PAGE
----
“From Washington to Miami the cry is the same: Give me Tryon grapes.” So claimed prominent Tryon vineyardist W.T. Lindsey, writing in the Polk County News in 1919. Lindsey was hardly exaggerating. From the 1890s until the lead-up to World War II, grapes grown in the Tryon area were prized by consumers and winemakers across the East.
Considering vineyardists were starting from scratch in the wake of the Civil War, the grape’s triumph during this period was no small feat. The popularity of the fruit grown in Tryon was largely achieved through the labors of growers such as Lindsey, but a unique combination of geography and climate (factors known to winemakers as terroir) helped set the stage for success. The area’s soils “are poor, deep, and rocky, and those are the best soils for wine grapes,” explains winemaker Frank Lilly of modern-day Overmountain Vineyards. Even more significant is the effect of a thermal belt, stretching across the region at an elevation of about 1,200 feet. The air in this swath remains relatively warm, making grape-killing frosts uncommon.
Though the area experiences few frosts, it isn’t immune to extreme weather fluctuations like drought and rain. Annual weather variations differentiate Tryon from other American grape-growing regions such as California, where conditions are largely consistent year after year. But while excessive rain can cause problems, from diluting the fruits’ sugars to promoting fungus Florida when climate-related health problems led him north. What was meant to be a sojourn in the Asheville area brought about a new life. Learning of the favorable growing conditions, he purchased 50 acres and founded Tryon Vineyard. It’s believed that LeMort learned winemaking during his youth in France, and that he used his knowledge to teach fellow vineyardists like Doubleday how to turn their crops into wine.
If Tryon’s climate was responsible for attracting vineyardists and producing high-quality grapes, it was the town’s increasing accessibility by train that helped establish the fruit’s reputation across the region and beyond. During the 1890s, six passenger trains stopped in Tryon each day. Ulysses’ son, Harold Doubleday, and a new business partner, Sidney Lanier Jr., took over the vineyards following the general’s death in 1893, and were among the first to recognize the locomotives’ marketing potential. They popularized their wines by distributing samples as cars rolled in.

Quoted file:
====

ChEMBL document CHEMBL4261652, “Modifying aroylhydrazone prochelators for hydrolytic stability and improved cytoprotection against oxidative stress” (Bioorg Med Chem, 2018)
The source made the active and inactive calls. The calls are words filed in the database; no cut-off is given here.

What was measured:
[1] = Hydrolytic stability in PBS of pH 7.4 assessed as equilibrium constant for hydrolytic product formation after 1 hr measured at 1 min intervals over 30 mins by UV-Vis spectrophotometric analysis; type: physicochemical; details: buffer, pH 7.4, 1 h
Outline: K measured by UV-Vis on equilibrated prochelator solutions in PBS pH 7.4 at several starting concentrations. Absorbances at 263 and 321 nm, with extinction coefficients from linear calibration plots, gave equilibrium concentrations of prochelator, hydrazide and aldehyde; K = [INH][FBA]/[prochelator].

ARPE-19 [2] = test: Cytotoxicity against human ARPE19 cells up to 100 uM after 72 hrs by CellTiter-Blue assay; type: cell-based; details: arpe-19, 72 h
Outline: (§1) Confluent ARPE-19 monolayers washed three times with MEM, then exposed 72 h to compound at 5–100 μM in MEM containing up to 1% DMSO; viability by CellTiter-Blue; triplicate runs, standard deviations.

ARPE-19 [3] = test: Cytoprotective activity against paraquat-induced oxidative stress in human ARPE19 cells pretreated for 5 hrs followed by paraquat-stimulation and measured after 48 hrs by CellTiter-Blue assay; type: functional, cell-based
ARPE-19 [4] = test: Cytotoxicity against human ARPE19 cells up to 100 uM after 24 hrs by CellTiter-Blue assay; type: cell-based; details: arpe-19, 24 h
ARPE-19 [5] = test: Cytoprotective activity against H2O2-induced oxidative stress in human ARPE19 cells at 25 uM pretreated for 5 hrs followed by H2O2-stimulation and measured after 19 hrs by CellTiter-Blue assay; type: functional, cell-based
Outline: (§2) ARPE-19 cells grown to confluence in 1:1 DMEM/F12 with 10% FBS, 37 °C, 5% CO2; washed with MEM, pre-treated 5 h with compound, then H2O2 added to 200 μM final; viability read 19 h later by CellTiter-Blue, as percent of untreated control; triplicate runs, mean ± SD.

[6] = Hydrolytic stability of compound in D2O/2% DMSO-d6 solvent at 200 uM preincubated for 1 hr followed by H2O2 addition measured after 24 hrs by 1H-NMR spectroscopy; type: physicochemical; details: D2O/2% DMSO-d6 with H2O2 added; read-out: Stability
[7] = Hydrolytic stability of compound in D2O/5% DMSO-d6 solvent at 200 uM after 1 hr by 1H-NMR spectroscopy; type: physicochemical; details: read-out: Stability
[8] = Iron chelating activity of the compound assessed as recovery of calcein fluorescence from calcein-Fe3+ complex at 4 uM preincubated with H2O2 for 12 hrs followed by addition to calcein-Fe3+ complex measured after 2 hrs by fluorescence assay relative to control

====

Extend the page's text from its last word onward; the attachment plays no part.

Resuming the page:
Vineyardists who didn’t produce wines and local opportunists soon got in on the action; peddlers began to appear at the depot with grape-stuffed wooden crates, ready to sell their wares to hungry passengers. The railroad also enabled the safe shipment of fruit. Before long, word of Tryon grapes began to spread among consumers, winemakers, and retailers.
The early years of the 20th century brought a formidable challenge for the industry: Prohibition, which took effect at the state level in 1909 and became national law from 1920 to 1933. Though the ban on alcohol devastated many of the nation’s vineyards, the grape industry in Tryon reached a zenith during this period.
This seeming paradox was largely the work of Lindsey, who remained an active vineyardist from 1898 until his death in 1922. In addition to conducting useful research about grape varieties and planting techniques, Lindsey was a tireless salesman who understood the importance of brand recognition and product appearance. He took out newspaper advertisements to spread the reputation of Tryon grapes, helped design new baskets that would preserve the appearance of the shipped fruit, and founded the Tryon Fruit Exchange, an organization that centralized the sale of local grapes. In addition to equalizing prices for the town’s growers, the exchange standardized the quality of grapes marketed under the Tryon name.
Despite the repeal of Prohibition, the local grape industry began to ebb during the latter half of the 1930s. A number of factors contributed to its decline, from the development of hardier grapes in other states to the gradual reduction in local railroad services. North Carolina farmers turned to Prohibition-proof tobacco as a main crop. By mid-century, vineyards had begun to grow over.
In recent decades, grape-growing has shown signs of a renaissance in Tryon and Polk County, which currently claims three wineries and about a dozen vineyards. The once-celebrated Tryon grape is on the rise again.